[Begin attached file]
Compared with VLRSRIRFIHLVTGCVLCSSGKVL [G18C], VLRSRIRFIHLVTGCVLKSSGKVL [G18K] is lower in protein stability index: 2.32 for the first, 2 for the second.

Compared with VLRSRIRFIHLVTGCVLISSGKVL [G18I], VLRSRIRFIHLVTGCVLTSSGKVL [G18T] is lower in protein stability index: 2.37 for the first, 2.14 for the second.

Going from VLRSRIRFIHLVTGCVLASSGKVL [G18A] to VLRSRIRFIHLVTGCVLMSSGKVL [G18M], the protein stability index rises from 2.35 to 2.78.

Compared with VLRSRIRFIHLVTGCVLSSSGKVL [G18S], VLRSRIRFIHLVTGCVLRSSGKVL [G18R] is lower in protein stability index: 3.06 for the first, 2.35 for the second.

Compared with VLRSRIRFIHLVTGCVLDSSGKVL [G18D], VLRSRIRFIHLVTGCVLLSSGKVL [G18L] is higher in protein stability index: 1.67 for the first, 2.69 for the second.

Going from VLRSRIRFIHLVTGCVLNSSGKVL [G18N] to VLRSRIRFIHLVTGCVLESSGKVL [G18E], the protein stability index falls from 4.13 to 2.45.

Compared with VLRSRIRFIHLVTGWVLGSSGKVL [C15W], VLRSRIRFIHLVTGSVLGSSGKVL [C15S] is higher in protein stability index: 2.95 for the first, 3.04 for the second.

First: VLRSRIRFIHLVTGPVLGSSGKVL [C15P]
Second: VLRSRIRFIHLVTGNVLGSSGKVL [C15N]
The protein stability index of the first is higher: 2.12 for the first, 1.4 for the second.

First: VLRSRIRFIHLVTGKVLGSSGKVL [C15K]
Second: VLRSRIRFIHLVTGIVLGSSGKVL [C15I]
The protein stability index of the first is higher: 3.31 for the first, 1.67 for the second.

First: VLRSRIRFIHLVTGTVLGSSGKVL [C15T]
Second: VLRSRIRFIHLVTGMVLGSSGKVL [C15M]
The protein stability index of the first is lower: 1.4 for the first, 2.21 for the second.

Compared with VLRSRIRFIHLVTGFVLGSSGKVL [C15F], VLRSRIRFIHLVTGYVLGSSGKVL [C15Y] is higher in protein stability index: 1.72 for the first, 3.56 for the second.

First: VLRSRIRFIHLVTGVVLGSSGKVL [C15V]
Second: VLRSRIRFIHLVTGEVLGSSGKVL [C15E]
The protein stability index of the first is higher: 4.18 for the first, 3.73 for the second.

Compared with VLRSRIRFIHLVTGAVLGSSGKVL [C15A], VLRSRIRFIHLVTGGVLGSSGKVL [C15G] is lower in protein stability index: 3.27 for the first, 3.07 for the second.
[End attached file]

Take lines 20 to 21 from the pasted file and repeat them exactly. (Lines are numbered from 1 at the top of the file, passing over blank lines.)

The protein stability index of the first is higher: 4.18 for the first, 3.73 for the second.

Compared with VLRSRIRFIHLVTGAVLGSSGKVL [C15A], VLRSRIRFIHLVTGGVLGSSGKVL [C15G] is lower in protein stability index: 3.27 for the first, 3.07 for the second.